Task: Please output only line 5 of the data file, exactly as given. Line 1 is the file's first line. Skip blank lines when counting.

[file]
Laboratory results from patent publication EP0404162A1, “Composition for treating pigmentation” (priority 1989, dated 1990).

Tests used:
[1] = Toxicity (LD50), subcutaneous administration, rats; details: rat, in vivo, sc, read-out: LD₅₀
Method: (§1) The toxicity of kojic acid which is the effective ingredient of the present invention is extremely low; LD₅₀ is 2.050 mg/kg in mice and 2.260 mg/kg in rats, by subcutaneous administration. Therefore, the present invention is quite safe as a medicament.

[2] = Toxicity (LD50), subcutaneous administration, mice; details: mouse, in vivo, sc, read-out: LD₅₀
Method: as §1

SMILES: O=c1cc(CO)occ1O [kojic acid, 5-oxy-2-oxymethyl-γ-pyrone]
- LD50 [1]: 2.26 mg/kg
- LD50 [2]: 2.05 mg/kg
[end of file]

[2] = Toxicity (LD50), subcutaneous administration, mice; details: mouse, in vivo, sc, read-out: LD₅₀